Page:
When tomato seeds are sown too early, they will often become tall and spindly, or ‘leggy’ as we refer to them. This is where they reach up to the sky to try and get light. As soon as the weather starts to improve, many of us become very keen and sow seeds before they should be sown. Leggy seedlings are often weaker and much easier to break when you transplant them. With some plants, there is no cure to legginess except to start again, but you can usually rescue tomato plants due to their unique manner of growing.
|Click here or on the image to the left to find out more about growing tomatoes in my book, available online and in all good bookstores.|
The most common cause of leggy seedlings is lack of strong, overhead lighting. Tomato plants become long and spindly when they are reaching for the light. If the light only comes from one direction, then your seedlings not only become leggy, but will also lean towards the light. Tomato seedlings benefit from being rotated every day so that the lean does not become too pronounced. This results in stronger, straighter stems, which are much easier to transplant.
When tomato seedlings are not transplanted soon enough and left for too long in shallow containers, their energy is put into stem growth rather than creating a strong root system. Prevent the roots from becoming stunted by transplanting your tomato seedlings regularly to larger containers, particularly if you have started them off in a shallow seed tray. Keep repotting until they are in their final pot. This gives the roots plenty of room to grow so that the stem grows normally.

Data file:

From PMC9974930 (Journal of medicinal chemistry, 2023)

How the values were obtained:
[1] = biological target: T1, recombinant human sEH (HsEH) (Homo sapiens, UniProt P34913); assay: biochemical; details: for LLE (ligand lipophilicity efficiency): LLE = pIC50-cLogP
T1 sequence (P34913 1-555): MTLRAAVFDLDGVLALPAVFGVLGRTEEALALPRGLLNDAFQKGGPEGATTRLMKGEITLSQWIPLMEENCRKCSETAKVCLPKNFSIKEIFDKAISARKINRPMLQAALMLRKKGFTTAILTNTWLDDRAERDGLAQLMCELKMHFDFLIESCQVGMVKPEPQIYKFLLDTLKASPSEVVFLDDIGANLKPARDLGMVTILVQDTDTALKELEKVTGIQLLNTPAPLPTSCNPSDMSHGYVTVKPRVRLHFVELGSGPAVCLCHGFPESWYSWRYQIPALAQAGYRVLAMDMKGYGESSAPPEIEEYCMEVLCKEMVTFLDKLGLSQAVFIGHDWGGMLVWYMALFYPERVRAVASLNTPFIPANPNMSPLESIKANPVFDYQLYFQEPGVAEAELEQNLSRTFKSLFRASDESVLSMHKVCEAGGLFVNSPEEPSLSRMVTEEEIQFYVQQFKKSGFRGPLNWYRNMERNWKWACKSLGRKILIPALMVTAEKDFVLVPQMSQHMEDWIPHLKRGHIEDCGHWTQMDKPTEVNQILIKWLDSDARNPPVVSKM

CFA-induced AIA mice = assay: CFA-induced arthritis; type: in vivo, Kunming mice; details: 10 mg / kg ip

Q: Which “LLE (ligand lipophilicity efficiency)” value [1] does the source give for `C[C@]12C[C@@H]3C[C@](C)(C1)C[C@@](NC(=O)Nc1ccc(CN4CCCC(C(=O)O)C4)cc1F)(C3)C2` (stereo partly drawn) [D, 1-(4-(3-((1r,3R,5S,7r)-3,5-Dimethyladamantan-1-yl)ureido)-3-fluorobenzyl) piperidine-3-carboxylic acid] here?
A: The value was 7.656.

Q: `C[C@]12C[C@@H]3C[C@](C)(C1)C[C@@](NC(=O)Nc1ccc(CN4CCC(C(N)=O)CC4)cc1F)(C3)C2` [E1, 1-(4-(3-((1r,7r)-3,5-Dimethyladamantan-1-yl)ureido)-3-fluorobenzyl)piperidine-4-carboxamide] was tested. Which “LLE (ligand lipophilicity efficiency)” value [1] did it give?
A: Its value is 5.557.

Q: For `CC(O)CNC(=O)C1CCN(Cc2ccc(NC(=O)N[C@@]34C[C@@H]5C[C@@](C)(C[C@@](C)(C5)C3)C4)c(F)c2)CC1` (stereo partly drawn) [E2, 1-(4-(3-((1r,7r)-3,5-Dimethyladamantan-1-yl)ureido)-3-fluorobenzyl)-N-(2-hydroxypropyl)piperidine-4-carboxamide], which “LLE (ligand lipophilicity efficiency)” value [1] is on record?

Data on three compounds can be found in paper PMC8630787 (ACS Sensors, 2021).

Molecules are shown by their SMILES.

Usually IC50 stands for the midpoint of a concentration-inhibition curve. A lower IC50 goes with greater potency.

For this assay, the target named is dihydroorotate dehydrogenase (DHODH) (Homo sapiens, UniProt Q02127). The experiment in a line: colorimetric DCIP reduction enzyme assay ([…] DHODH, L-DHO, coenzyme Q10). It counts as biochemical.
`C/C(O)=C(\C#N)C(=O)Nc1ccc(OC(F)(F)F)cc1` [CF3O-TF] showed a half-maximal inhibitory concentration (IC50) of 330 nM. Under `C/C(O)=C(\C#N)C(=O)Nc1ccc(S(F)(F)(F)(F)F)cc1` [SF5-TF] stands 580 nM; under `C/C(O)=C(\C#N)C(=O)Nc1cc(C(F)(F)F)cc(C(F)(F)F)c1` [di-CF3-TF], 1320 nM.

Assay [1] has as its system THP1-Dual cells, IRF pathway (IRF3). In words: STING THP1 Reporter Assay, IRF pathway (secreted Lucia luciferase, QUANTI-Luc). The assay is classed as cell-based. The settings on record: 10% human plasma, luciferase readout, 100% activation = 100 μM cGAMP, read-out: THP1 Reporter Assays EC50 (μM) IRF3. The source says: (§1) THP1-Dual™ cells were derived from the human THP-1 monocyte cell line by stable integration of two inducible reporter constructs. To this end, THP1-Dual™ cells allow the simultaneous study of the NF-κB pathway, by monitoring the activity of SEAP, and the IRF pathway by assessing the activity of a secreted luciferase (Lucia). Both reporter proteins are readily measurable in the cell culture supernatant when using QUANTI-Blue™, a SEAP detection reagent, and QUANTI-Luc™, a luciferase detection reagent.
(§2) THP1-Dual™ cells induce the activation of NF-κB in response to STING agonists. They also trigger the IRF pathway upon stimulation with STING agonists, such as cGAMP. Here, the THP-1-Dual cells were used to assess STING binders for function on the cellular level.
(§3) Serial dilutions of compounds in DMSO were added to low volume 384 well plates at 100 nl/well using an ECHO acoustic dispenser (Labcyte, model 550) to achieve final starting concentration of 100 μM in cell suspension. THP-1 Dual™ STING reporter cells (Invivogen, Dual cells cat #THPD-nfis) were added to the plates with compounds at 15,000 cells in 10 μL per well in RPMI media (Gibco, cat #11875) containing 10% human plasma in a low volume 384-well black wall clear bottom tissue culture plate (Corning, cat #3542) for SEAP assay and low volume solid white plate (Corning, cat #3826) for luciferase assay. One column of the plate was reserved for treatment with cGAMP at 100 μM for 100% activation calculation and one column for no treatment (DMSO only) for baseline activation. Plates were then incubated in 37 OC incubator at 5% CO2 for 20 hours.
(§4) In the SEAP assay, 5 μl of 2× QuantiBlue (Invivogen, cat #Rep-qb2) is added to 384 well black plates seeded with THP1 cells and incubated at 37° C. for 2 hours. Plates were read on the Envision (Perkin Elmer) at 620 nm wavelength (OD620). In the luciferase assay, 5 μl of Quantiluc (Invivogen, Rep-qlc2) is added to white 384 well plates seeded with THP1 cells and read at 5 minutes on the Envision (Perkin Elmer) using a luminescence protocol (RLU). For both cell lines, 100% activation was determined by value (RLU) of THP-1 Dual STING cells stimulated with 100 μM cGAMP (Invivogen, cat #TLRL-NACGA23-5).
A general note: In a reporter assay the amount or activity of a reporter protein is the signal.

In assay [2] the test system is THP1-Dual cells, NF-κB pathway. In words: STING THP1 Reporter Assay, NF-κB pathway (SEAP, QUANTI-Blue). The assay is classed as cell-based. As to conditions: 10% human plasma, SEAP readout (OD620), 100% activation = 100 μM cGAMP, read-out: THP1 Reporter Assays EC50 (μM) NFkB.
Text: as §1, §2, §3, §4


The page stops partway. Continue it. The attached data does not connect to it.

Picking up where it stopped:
Another cause of leggy plants is too much fertilizer in the soil. If the levels of nitrogen are too high, then the seedling will become leggy. When feeding your tomato plants, it is best to use a specialist tomato fertilizer rather than a general purpose one to ensure your plants get the right balance of nutrients.
If your tomato seedlings do become leggy, then all isn’t lost. Unlike plants such as cauliflower, tomato seedlings can be rescued because they grow roots from the main stem.
Before transplanting, remove the bottom few leaves and then plant the seedling more deeply than normal in the new container. Leave the top few sets of leaves exposed above the soil. The plant will develop new roots from the main stem and the stem will become thicker and strong. Place the seedlings in a position where they get full sun all day, or invest in some grow lights to place above your plants to encourage them to not become too leggy.
If an established, or larger plant becomes leggy, then they can often be saved by pruning them well and pinching the top off the plant. This encourages the plant to grow bushier and put its energy into something other than growing tall.
Leggy tomato seeds are not the end of the world. If you repot them deeply and place them somewhere with a more consistent light source, the plants can be rescued and will grow into healthy, productive adult plants!
For more information, check out my book on Growing Tomatoes, available as an ebook and paperback from online retailers and all good book stores.